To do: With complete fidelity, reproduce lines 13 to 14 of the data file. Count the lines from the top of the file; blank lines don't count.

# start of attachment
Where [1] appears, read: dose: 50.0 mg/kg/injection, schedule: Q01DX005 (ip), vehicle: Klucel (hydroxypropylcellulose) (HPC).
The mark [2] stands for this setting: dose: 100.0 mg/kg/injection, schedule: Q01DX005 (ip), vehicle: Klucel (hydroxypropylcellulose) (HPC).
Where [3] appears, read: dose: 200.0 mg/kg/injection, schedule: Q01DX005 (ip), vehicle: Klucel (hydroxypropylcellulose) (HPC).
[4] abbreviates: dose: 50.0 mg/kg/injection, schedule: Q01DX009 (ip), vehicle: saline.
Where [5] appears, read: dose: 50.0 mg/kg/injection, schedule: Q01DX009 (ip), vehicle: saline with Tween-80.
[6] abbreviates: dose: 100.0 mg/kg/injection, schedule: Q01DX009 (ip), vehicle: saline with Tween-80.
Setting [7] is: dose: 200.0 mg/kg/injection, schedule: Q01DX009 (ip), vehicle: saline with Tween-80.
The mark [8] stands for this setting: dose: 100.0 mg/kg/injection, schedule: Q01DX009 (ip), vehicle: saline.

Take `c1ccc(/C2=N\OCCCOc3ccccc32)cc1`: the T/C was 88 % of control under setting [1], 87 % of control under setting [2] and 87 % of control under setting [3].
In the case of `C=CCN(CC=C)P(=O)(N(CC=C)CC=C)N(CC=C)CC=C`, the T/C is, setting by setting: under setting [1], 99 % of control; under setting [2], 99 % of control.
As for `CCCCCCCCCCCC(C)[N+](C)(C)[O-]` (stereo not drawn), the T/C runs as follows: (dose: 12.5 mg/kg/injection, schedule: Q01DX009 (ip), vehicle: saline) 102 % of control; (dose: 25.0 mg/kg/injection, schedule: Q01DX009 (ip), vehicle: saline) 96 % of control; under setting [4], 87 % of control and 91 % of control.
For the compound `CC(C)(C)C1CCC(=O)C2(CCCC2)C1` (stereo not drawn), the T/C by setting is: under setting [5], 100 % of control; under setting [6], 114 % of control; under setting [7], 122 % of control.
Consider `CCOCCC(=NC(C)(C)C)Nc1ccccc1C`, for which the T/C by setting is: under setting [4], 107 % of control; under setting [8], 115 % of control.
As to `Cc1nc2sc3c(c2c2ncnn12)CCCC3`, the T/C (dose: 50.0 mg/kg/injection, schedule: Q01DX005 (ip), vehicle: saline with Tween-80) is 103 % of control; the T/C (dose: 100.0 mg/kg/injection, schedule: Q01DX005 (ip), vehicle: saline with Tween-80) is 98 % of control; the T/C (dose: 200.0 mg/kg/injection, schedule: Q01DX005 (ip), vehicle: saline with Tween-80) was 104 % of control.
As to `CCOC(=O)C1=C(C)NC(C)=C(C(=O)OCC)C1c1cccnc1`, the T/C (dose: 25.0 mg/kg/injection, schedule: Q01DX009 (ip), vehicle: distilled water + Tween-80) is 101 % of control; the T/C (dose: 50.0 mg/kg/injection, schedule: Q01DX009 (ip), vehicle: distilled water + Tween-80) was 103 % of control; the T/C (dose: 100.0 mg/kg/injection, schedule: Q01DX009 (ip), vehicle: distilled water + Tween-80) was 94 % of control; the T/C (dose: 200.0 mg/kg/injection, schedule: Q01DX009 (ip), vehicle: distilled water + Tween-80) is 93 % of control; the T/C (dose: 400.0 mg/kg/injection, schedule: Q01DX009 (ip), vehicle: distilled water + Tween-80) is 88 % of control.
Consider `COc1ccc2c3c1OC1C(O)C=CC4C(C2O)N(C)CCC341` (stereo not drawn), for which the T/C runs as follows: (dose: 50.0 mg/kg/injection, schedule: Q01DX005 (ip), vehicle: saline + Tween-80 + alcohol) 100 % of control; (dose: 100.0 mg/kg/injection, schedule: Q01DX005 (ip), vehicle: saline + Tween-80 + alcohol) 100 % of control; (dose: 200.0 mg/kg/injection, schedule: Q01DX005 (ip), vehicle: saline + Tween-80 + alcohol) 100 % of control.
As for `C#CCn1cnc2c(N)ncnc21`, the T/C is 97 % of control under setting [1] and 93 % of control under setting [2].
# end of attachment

Consider `CCOCCC(=NC(C)(C)C)Nc1ccccc1C`, for which the T/C by setting is: under setting [4], 107 % of control; under setting [8], 115 % of control.
As to `Cc1nc2sc3c(c2c2ncnn12)CCCC3`, the T/C (dose: 50.0 mg/kg/injection, schedule: Q01DX005 (ip), vehicle: saline with Tween-80) is 103 % of control; the T/C (dose: 100.0 mg/kg/injection, schedule: Q01DX005 (ip), vehicle: saline with Tween-80) is 98 % of control; the T/C (dose: 200.0 mg/kg/injection, schedule: Q01DX005 (ip), vehicle: saline with Tween-80) was 104 % of control.